That euphoria of cultural melding was quickly thrashed after I saw Slocum’s eyes bug out when he realized that his workers chainsawed a 10-meter shungo. Shungos are increasingly difficult to obtain in the Amazon, especially near large population centers like Iquitos. People are traveling farther and farther into the virgin forest to fell giant beauties like huacapú, pali perro, ana caspi, and dozens of other dense, durable and usually rot/termite resistant woods. With global consumption on the rise, the prices for these pieces rise as well.
Getting the shungo to his property took much finagling. The community where it was harvested was remote and took a lot of time to establish a trusting relationship; it needed 10-men to carry it; and a boat capable of navigating the twisted Amazon rivers till it arrived at his land. To add to his dismay, the post was also to be a central piece in a new house he was designing. We were not off to a great start.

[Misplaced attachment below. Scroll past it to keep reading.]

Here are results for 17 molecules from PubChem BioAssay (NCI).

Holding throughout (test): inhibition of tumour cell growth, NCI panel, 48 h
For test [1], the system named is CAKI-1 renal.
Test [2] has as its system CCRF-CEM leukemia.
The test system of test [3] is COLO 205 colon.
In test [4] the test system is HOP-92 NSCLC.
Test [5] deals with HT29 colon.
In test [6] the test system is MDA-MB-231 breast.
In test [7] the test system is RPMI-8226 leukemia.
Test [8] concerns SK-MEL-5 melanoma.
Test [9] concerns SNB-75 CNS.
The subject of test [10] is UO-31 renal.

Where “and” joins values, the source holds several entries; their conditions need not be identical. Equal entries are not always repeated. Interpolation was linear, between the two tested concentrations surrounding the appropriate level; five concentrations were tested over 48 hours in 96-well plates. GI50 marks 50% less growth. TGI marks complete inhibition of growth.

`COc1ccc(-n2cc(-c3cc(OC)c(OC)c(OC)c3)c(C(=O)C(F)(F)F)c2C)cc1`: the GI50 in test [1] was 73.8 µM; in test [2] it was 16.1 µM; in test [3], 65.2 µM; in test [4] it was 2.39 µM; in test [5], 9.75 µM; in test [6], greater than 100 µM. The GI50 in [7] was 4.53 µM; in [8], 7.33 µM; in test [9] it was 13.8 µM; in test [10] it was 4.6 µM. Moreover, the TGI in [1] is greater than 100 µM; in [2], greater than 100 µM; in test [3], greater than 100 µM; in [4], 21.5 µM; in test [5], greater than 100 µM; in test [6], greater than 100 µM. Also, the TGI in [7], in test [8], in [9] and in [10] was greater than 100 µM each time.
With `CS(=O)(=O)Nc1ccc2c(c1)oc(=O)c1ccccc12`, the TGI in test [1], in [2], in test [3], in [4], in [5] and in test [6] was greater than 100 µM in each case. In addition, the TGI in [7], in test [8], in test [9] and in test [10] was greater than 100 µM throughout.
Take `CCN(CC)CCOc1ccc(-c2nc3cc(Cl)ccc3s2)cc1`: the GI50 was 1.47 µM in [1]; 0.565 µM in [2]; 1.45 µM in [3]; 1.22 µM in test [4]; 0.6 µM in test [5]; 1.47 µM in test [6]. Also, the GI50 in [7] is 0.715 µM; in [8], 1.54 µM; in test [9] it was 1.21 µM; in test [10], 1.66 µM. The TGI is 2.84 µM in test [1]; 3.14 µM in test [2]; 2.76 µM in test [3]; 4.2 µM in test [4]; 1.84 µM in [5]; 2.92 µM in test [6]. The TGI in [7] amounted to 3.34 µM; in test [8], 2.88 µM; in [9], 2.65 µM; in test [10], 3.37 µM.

The last oven I built was constructed on top of a poured concrete base supported by a formwork on five 4”-diameter legs. I like to use a minimal amount of concrete, if any, and thought that steel decking would be a great solution for trying to support the multi-ton oven without building with concrete.
Usually, with steel decking, the decking is welded and laid over steel trusses or beams. Concrete is then poured onto the decking at a certain width and is embedded with steel rebar to add tensile strength. This allows builders to use less concrete, saving on weight and material costs. In lieu of cement, I thought that I could use the oven mud mix (3 sand, 1 clay) over the decking. Trouble was, the sheet was still in its original rectangular form and needed cutting and welding. All of which required it to be transported back to Iquitos. Did I mention that I needed it yesterday?